Tonight, a state lawmaker called a town hall meeting to answer voter questions about ethics and one other hot button issue: the District 29 controversy.
Few turned out tonight, but state Representative Barbara Cooper decided to hold the meeting at a church here after voters flooded her office with questions. But it looks like they might have to wait for answers.
The town hall meeting was dominated by District 29 special elections questions, including a heated exchange with a supporter of defeated Republican Candidate Terry Roland.
"You're avoiding the question. How do dead people vote," asked the Roland supporter.
"I answered your direct question sir, dead people can't vote," said Cooper.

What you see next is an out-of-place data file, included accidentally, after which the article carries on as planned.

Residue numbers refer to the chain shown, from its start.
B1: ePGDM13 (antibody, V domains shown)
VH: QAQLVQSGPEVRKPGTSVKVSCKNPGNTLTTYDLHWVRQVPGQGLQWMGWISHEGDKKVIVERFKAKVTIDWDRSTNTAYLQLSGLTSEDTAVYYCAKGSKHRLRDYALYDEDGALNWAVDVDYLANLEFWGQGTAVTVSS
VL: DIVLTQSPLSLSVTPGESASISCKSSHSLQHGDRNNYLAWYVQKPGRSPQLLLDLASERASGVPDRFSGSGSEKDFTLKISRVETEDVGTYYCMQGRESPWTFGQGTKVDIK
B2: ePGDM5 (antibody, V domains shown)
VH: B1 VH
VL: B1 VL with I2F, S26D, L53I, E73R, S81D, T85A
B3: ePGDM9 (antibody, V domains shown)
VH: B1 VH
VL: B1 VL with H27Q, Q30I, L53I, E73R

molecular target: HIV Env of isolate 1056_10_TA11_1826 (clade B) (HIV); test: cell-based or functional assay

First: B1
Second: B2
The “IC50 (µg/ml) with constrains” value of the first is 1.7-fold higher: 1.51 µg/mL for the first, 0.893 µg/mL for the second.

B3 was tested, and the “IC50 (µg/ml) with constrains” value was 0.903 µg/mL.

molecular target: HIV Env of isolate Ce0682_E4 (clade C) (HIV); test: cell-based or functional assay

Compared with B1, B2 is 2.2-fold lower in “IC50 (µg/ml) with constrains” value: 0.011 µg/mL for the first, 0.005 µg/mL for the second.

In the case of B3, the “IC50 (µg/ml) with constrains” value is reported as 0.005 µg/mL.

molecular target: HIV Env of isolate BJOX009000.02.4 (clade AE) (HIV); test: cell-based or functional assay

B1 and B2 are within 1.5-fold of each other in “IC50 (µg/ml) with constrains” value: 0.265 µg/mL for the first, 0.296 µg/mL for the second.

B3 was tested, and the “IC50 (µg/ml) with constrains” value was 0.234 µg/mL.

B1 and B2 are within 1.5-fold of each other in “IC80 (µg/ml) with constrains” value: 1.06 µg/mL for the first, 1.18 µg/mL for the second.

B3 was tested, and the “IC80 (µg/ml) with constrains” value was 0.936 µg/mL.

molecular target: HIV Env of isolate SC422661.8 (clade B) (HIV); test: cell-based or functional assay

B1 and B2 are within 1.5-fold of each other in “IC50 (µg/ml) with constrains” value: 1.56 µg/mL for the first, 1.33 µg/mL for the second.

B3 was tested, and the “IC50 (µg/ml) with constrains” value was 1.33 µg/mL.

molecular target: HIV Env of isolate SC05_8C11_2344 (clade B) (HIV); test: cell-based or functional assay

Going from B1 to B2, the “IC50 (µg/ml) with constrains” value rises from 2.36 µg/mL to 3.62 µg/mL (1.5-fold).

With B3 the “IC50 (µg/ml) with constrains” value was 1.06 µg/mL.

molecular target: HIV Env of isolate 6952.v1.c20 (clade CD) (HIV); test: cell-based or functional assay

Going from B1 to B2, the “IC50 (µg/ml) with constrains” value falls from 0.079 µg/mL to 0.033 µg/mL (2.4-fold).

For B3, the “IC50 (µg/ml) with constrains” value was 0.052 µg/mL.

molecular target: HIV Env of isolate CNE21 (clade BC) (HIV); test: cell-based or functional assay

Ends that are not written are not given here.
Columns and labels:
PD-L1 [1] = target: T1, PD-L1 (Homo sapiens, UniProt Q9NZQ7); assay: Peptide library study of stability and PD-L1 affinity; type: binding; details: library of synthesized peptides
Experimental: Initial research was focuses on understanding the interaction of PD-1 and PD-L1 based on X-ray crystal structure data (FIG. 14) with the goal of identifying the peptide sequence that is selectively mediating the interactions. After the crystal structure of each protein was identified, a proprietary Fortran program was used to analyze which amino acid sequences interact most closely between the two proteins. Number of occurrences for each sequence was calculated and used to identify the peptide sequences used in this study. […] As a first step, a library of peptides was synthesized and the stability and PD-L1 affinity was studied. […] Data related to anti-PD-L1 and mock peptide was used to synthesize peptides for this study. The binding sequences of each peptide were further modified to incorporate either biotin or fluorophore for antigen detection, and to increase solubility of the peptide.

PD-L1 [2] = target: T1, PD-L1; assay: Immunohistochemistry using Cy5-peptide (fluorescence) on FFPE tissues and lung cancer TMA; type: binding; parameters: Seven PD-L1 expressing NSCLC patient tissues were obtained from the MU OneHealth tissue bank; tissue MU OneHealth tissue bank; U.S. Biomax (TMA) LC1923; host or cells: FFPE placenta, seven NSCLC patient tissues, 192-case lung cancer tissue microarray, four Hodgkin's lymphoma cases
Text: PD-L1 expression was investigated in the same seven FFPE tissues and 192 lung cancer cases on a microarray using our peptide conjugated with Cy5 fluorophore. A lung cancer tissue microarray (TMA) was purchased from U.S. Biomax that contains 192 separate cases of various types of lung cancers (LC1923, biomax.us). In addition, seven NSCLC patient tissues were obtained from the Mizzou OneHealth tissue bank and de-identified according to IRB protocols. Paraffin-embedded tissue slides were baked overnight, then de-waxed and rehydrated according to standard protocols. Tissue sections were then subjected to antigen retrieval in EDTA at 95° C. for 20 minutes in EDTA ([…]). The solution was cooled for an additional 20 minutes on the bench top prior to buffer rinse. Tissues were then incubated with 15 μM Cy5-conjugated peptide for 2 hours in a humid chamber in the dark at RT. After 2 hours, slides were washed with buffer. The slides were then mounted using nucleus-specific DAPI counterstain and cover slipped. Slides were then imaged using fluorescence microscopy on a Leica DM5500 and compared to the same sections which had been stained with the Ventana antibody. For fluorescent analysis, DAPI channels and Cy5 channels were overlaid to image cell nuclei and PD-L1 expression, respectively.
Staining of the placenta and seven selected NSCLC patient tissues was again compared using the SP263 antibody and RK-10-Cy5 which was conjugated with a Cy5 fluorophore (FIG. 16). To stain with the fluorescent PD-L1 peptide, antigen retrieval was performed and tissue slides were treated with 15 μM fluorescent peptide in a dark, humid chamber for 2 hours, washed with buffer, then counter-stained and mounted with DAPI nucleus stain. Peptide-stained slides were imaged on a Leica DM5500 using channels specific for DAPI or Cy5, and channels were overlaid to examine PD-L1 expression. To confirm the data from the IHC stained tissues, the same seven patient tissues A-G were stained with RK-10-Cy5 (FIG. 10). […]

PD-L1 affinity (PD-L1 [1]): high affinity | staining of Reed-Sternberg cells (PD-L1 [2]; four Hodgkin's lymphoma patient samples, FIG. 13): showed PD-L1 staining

Shelby County Election Commission Chairman Greg Duckett told the group that the commission will work to bring to justice the nine people who voted in the name of deceased residents, but that they weren't enough to offset a 13-vote win.
Senator Ophelia Ford's supporters at the meeting say the move to unseat Ford is like pointing the finger in the wrong direction.
"I understand there may be some problems with the process, but I think they need to correct the process before they actually consider removing a candidate," said Dwayne Jones, a District 29 resident.
State Representative Barbra Cooper says that's why community input, like town hall meetings, is crucial.
"We still may be able to take some suggestions or recommendations for the community. I think the community should be involved in the decision-making process," said Cooper.
And Duckett says the input goes beyond Nashville.
"It will definitely impact to the extent that we have constructive recommendations that will impact the local elections," said Duckett.
He told voters that he has made recommendations to implement better residency standards. An issue that also put the final outcome on hold.